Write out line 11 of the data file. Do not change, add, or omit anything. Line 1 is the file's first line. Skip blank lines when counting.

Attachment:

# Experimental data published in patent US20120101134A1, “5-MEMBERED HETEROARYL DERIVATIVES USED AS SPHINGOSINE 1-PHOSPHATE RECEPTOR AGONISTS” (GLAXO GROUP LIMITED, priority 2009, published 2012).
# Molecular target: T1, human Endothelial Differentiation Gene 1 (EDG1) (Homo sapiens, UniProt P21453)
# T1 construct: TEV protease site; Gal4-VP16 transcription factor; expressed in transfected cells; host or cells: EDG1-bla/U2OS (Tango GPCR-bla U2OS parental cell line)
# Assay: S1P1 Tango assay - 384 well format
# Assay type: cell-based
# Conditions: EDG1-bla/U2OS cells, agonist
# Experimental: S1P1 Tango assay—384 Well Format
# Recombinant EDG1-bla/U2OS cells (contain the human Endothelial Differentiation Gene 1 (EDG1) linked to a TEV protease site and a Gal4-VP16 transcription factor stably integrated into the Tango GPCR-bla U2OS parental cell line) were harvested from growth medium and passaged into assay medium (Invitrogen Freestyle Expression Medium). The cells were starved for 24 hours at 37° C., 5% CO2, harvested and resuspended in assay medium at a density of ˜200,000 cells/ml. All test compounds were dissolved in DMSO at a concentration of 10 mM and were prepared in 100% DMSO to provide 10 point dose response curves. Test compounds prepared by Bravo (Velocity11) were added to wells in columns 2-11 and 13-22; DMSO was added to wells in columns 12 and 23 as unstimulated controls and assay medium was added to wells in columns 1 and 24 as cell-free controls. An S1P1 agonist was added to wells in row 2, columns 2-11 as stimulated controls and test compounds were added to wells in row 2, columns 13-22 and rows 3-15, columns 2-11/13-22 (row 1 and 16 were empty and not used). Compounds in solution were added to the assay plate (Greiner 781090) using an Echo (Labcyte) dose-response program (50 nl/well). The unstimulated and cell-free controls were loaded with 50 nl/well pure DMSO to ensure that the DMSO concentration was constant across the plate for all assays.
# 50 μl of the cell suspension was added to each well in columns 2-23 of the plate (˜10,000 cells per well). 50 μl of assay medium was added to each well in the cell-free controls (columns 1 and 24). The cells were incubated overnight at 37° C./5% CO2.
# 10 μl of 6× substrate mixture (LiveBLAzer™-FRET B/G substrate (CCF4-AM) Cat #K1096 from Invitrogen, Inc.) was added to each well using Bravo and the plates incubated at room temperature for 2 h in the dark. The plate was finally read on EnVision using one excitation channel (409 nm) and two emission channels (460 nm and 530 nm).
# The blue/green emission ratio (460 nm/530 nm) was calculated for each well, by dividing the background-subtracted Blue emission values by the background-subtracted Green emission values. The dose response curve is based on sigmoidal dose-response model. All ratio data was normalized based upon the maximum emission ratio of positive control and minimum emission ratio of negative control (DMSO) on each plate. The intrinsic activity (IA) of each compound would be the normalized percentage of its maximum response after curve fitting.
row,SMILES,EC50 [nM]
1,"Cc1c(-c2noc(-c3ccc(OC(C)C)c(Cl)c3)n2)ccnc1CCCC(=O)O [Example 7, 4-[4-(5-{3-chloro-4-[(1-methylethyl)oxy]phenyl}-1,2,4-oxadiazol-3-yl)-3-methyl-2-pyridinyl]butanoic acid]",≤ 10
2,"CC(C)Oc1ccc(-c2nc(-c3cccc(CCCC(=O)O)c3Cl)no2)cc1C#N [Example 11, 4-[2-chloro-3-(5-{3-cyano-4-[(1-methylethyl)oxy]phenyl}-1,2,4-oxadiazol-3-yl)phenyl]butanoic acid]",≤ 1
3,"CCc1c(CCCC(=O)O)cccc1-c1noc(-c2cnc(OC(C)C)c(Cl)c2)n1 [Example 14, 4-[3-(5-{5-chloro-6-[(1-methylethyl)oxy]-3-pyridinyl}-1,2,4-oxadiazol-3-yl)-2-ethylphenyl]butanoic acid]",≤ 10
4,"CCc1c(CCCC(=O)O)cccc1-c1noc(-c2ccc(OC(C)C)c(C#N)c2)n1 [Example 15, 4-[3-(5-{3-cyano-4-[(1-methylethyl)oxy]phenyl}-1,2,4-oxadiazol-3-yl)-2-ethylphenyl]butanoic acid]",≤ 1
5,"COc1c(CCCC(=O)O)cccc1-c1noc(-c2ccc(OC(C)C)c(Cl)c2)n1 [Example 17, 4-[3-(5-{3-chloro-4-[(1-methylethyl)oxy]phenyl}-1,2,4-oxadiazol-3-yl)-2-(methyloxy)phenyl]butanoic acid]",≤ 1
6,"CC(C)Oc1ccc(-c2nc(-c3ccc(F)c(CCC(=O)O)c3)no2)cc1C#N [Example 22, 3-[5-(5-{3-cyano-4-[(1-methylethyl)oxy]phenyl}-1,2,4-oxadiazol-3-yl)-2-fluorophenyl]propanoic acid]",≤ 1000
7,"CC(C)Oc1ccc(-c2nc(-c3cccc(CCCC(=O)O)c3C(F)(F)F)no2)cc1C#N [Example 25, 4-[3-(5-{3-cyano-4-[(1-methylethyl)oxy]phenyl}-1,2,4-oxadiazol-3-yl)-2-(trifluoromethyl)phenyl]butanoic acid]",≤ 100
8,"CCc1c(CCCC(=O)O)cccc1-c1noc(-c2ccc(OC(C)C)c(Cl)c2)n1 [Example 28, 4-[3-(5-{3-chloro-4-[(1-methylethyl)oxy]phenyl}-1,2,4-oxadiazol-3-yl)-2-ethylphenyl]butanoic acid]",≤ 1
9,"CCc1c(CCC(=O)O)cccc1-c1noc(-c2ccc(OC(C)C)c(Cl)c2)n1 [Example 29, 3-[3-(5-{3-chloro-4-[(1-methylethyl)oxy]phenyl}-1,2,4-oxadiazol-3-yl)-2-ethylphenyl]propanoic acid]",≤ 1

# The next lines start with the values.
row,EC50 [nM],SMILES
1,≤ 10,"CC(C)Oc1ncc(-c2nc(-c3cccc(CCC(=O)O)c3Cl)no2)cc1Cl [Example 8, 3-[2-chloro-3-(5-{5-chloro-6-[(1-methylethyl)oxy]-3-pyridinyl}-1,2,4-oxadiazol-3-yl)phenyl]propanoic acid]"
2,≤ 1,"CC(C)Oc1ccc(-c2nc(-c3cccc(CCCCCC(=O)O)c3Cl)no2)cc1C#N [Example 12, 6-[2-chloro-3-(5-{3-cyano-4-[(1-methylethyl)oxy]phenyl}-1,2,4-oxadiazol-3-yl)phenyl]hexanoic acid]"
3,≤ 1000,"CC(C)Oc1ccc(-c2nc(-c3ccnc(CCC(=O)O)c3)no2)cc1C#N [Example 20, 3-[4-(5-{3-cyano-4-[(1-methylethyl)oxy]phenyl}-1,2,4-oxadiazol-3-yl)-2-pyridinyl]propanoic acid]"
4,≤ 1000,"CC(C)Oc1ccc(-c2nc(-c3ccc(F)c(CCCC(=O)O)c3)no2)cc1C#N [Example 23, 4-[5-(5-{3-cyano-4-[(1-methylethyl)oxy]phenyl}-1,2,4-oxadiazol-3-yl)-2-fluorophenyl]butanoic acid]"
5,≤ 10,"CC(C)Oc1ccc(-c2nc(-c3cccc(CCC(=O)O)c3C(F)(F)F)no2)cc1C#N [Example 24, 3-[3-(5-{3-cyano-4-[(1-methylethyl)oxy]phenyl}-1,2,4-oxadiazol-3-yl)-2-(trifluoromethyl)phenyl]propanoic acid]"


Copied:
# The blue/green emission ratio (460 nm/530 nm) was calculated for each well, by dividing the background-subtracted Blue emission values by the background-subtracted Green emission values. The dose response curve is based on sigmoidal dose-response model. All ratio data was normalized based upon the maximum emission ratio of positive control and minimum emission ratio of negative control (DMSO) on each plate. The intrinsic activity (IA) of each compound would be the normalized percentage of its maximum response after curve fitting.